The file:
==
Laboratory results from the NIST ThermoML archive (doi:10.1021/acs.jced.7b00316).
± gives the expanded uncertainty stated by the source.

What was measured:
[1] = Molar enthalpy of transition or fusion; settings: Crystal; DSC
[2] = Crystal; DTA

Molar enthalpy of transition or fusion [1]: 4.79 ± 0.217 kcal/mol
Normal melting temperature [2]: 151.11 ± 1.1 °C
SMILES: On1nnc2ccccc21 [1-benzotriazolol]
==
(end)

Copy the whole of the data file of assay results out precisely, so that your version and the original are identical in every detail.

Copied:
Laboratory results from the NIST ThermoML archive (doi:10.1021/acs.jced.7b00316).
± gives the expanded uncertainty stated by the source.

What was measured:
[1] = Molar enthalpy of transition or fusion; settings: Crystal; DSC
[2] = Crystal; DTA

Molar enthalpy of transition or fusion [1]: 4.79 ± 0.217 kcal/mol
Normal melting temperature [2]: 151.11 ± 1.1 °C
SMILES: On1nnc2ccccc21 [1-benzotriazolol]